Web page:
I’ve spent a lot of time since the beginning of the year recording ballads for this website, to accompany my new book.  This is the third in a short series of posts about what I’ve been up to.

There are more than 30 musical examples in the book and my plan was to record all of them.  Some have been more fun than others, it has to be said.  Some of my favourites are in fact conjectural settings.  I borrowed the term ‘conjectural setting’ from Ross Duffin’s Shakespeare’s Songbook – it means that although I don’t know what the tune for the words actually was, because no tune name was given, I’ve found a contemporary one that fits.  There’s quite a bit of pleasure in finding a tune that matches the words really well.  After all, I maintain that if people in the sixteenth century didn’t know the tune for a ballad, they would make one up if they were able, or simply fit the words to a tune that they already knew.

There are several conjectural settings in the book.  One is a set of Cromwell ballads to a tune called ‘Half Hannikin’, which I think is a particularly good tune considering it’s association with clowns.  I sang extracts from one of them at a Reformation 500 event last year – it’s a real belter with a rollicking chorus which is really easy to pick up.

Another is one of my real favourites. It’s a setting of The Ballad of Joy to the tune of ‘Nancy’.  Long time readers of this blog might recall that I started out by looking at the ballads written during the reign of Philip and Mary (1553/4-8).  The problem I had with the Marian ballads was that none of them stated their tunes.  That meant that in the thesis, the only musical example in the chapter was of Richard Beeard’s Godly Psalm of Mary Queen, which isn’t a ballad in anyone’s book (actually, it’s not even all that easy to sing, and the thought of trying to maintain the 4 separate parts  for more than 40 verses was too much for me – we bottled out after the single one used as an illustration for Singing the News).  I didn’t want to leave it like that for the book, because for me it’s as much about showing that these songs could have been sung.  So I decided to find a tune to fit one of the ballads that I looked into in the chapter, and there was an obvious candidate.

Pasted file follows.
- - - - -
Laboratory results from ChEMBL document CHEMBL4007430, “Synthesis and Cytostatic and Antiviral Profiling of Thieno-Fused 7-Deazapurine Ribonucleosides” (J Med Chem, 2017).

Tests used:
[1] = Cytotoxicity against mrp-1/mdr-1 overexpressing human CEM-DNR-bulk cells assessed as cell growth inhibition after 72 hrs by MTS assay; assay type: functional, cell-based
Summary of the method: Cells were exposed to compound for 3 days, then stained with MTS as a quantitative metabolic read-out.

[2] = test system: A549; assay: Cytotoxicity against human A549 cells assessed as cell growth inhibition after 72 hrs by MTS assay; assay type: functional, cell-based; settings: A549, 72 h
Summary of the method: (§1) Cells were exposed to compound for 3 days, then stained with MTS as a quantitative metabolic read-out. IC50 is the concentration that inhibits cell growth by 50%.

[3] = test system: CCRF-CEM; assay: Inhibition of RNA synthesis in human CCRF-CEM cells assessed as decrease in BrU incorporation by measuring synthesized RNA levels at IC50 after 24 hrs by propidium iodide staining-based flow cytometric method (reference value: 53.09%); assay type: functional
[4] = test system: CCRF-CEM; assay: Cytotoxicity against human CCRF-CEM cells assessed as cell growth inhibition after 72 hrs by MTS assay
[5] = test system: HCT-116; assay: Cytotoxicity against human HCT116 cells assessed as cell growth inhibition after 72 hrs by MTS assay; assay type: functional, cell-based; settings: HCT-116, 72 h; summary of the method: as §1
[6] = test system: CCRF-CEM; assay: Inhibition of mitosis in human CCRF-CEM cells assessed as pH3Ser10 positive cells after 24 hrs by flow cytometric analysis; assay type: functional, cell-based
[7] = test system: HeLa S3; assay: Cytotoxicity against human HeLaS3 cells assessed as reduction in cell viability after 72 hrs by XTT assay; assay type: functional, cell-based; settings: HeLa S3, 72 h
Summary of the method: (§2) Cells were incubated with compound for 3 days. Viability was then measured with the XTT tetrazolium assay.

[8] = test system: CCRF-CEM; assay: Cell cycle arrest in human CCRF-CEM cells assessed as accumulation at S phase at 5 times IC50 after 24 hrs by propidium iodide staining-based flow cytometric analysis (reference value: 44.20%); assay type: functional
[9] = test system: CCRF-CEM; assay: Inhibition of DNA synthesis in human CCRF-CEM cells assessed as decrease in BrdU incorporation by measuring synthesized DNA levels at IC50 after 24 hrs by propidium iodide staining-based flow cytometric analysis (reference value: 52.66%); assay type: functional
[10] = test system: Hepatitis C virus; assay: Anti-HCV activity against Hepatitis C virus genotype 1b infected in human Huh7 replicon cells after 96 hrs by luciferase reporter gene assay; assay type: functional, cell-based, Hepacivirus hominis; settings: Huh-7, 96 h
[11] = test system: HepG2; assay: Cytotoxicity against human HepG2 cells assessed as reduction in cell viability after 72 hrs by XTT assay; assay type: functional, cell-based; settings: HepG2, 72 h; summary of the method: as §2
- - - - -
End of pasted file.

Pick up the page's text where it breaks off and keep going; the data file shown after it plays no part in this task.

The Ballad of Joy seems to have been written to celebrate Mary I’s quickening – the moment when she thought she felt the baby move in her womb.  Of course, with hindsight we know that it was some kind of phantom pregnancy, and the jury is still out on what exactly caused Mary to think, twice, that she was pregnant when in fact she wasn’t. But The Ballad of Joy celebrated the security of the succession and the prosperity of the marriage which had produced the promised heir to the throne, even though it seems that gossips wondered whether Mary was indeed pregnant. The tune ‘Nancy’ is like a cross between ‘The British Grenadiers’ and ‘Rule Britannia’!  It gives the song real oomph.  It’s a pleasure to sing and makes the words sound like an anthem – really celebratory, just as I imagine that the real tune would have been.